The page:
Aiming to more than double its footprint in US national retail channels, T‑Mobile will soon start selling its wireless plans at 2,300 Walmart store locations across the US. This is timely and could be very beneficial for T-Mobile. The carrier is under-indexed in rural America. With its improved 4G and 5G coverage, it can get far more aggressive in rural areas where its network has been uncompetitive in the past.
According to Counterpoint Research’s US Monthly channel share tracker, national retail accounted for 14% of the US smartphone sell-through in the second quarter. Walmart remains the largest national retail channel followed by Best-Buy, Target, Costco and Sam’s Club.
Exhibit 1: US Smartphone Sell-through by Sales Channel
Source: US Online-Offline Monthly Channel Share Tracker (Q2 2021)
Walmart Targeted at Low-End & Mid-Tier
Sales at Walmart remain targeted towards mid-tier and low-end wireless retail opportunity. Smartphone brands like Samsung, Motorola, Alcatel and white-labeled AT&T and Cricket devices remain very strong at Walmart. The competition in national retail remains heavily in favor of TracFone brands (such as TracFone, Straight Talk, Total Wireless, NET10 and Simple) selling in Walmart. This places Verizon in a very favorable position as it looks to complete the integration of TracFone by the end of 2021.
Exhibit 2: US Prepaid Brand Ownership and Sales Channel
While AT&T, too, enjoys a strong prepaid presence with Cricket and AT&T prepaid, Dish is likely to be the dark horse that can disrupt the competition in national retail. Dish, which now owns the Boost Mobile brand, has been on a buying spree that will likely continue. The #4 US carrier acquired Republic Wireless in March 2021, Ting in August 2021 and Gen Mobile in September 2021. This takes Dish’s prepaid subscriber count to over nine million and brand count to four in national retail.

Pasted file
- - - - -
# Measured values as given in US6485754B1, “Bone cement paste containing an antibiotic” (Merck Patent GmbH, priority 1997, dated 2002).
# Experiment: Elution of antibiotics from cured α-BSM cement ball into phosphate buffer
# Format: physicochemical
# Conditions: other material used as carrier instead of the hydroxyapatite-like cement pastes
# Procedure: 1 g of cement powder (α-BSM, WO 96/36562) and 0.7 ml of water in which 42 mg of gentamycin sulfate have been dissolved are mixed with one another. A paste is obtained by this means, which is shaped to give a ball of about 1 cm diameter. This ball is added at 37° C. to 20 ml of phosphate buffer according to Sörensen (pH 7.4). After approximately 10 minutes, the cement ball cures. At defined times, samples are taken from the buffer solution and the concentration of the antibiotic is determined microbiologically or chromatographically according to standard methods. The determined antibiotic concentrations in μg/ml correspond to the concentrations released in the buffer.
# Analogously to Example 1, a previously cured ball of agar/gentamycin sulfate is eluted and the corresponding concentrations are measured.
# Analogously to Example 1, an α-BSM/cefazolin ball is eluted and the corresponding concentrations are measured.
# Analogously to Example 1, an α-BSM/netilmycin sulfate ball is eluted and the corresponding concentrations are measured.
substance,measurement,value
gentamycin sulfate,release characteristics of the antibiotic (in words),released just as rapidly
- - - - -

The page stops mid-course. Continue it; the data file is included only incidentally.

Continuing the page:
In 2021, postpaid deals have been very strong for premium smartphone devices. 5G remained at the center of the three national carriers’ marketing focus. BOGOs and $800+ trade-in deals on new iPhones and Galaxy S21 remained consistent throughout the year, leading to a higher migration in favor of postpaid. This trend of deals is likely to continue in Q4 2021 and 2022, making competition in prepaid more intense.
While Metro by T-Mobile and Cricket account for the majority of the net adds, Dish and Verizon (especially after the Tracfone acquisition) will now be looking to advance their subscriber base. Dish with its four prepaid brands would likely expand its presence in national retail. It is expected to start selling in Target stores in October 2021. Earlier, during an investor presentation, Verizon’s John Dunne also hinted at broadening Verizon’s prepaid offerings. We can expect Verizon to get more aggressive within prepaid if the TracFone deal is completed in Q4 2021.
Overall, national retail remains key to US carriers’ wireless retail strategy. Carriers continue to pay lucrative per-line commissions to retailers. The key target of the carriers is to capture the “customer lifetime value (CLV)”, as 5G opens up new opportunities, and/or finally have them upgrade to a premium unlimited plan.